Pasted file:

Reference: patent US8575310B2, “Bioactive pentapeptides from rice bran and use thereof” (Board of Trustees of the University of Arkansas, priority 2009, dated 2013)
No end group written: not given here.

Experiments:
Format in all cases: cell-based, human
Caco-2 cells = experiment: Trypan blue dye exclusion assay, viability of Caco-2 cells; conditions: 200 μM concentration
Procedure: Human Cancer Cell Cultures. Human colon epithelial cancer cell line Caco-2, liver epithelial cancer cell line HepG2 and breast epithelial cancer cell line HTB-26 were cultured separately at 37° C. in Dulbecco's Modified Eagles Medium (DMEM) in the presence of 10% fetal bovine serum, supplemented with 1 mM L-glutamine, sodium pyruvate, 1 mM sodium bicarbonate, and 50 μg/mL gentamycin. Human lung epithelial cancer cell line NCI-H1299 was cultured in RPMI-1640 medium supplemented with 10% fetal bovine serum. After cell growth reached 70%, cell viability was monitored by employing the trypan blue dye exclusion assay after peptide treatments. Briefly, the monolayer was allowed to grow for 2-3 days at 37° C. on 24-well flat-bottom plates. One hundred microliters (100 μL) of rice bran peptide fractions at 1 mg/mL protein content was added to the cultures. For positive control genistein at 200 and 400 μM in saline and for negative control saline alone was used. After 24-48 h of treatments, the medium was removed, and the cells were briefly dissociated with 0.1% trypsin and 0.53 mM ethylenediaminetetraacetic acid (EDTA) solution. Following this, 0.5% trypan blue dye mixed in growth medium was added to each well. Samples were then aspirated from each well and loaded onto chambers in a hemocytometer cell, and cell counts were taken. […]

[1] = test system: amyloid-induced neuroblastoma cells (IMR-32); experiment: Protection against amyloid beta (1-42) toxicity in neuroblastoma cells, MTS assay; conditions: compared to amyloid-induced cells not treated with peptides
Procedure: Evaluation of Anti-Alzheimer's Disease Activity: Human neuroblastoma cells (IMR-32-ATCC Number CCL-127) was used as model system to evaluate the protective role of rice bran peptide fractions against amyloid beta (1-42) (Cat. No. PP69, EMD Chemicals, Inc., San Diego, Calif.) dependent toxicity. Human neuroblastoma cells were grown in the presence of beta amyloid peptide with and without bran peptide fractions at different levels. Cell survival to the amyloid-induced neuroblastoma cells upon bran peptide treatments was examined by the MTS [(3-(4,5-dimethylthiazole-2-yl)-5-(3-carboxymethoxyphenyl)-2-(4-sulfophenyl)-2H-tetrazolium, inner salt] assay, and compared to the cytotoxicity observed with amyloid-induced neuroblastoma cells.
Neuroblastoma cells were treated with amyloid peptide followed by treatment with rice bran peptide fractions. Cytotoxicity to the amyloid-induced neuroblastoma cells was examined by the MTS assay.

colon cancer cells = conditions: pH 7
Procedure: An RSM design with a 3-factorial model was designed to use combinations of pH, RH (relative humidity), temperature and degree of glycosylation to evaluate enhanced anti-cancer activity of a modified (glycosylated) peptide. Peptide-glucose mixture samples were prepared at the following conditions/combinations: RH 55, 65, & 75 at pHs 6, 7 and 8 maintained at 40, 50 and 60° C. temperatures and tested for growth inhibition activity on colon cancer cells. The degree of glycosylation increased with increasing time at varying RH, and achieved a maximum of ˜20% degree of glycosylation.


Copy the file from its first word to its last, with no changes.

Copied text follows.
Reference: patent US8575310B2, “Bioactive pentapeptides from rice bran and use thereof” (Board of Trustees of the University of Arkansas, priority 2009, dated 2013)
No end group written: not given here.

Experiments:
Format in all cases: cell-based, human
Caco-2 cells = experiment: Trypan blue dye exclusion assay, viability of Caco-2 cells; conditions: 200 μM concentration
Procedure: Human Cancer Cell Cultures. Human colon epithelial cancer cell line Caco-2, liver epithelial cancer cell line HepG2 and breast epithelial cancer cell line HTB-26 were cultured separately at 37° C. in Dulbecco's Modified Eagles Medium (DMEM) in the presence of 10% fetal bovine serum, supplemented with 1 mM L-glutamine, sodium pyruvate, 1 mM sodium bicarbonate, and 50 μg/mL gentamycin. Human lung epithelial cancer cell line NCI-H1299 was cultured in RPMI-1640 medium supplemented with 10% fetal bovine serum. After cell growth reached 70%, cell viability was monitored by employing the trypan blue dye exclusion assay after peptide treatments. Briefly, the monolayer was allowed to grow for 2-3 days at 37° C. on 24-well flat-bottom plates. One hundred microliters (100 μL) of rice bran peptide fractions at 1 mg/mL protein content was added to the cultures. For positive control genistein at 200 and 400 μM in saline and for negative control saline alone was used. After 24-48 h of treatments, the medium was removed, and the cells were briefly dissociated with 0.1% trypsin and 0.53 mM ethylenediaminetetraacetic acid (EDTA) solution. Following this, 0.5% trypan blue dye mixed in growth medium was added to each well. Samples were then aspirated from each well and loaded onto chambers in a hemocytometer cell, and cell counts were taken. […]

[1] = test system: amyloid-induced neuroblastoma cells (IMR-32); experiment: Protection against amyloid beta (1-42) toxicity in neuroblastoma cells, MTS assay; conditions: compared to amyloid-induced cells not treated with peptides
Procedure: Evaluation of Anti-Alzheimer's Disease Activity: Human neuroblastoma cells (IMR-32-ATCC Number CCL-127) was used as model system to evaluate the protective role of rice bran peptide fractions against amyloid beta (1-42) (Cat. No. PP69, EMD Chemicals, Inc., San Diego, Calif.) dependent toxicity. Human neuroblastoma cells were grown in the presence of beta amyloid peptide with and without bran peptide fractions at different levels. Cell survival to the amyloid-induced neuroblastoma cells upon bran peptide treatments was examined by the MTS [(3-(4,5-dimethylthiazole-2-yl)-5-(3-carboxymethoxyphenyl)-2-(4-sulfophenyl)-2H-tetrazolium, inner salt] assay, and compared to the cytotoxicity observed with amyloid-induced neuroblastoma cells.
Neuroblastoma cells were treated with amyloid peptide followed by treatment with rice bran peptide fractions. Cytotoxicity to the amyloid-induced neuroblastoma cells was examined by the MTS assay.

colon cancer cells = conditions: pH 7
Procedure: An RSM design with a 3-factorial model was designed to use combinations of pH, RH (relative humidity), temperature and degree of glycosylation to evaluate enhanced anti-cancer activity of a modified (glycosylated) peptide. Peptide-glucose mixture samples were prepared at the following conditions/combinations: RH 55, 65, & 75 at pHs 6, 7 and 8 maintained at 40, 50 and 60° C. temperatures and tested for growth inhibition activity on colon cancer cells. The degree of glycosylation increased with increasing time at varying RH, and achieved a maximum of ˜20% degree of glycosylation.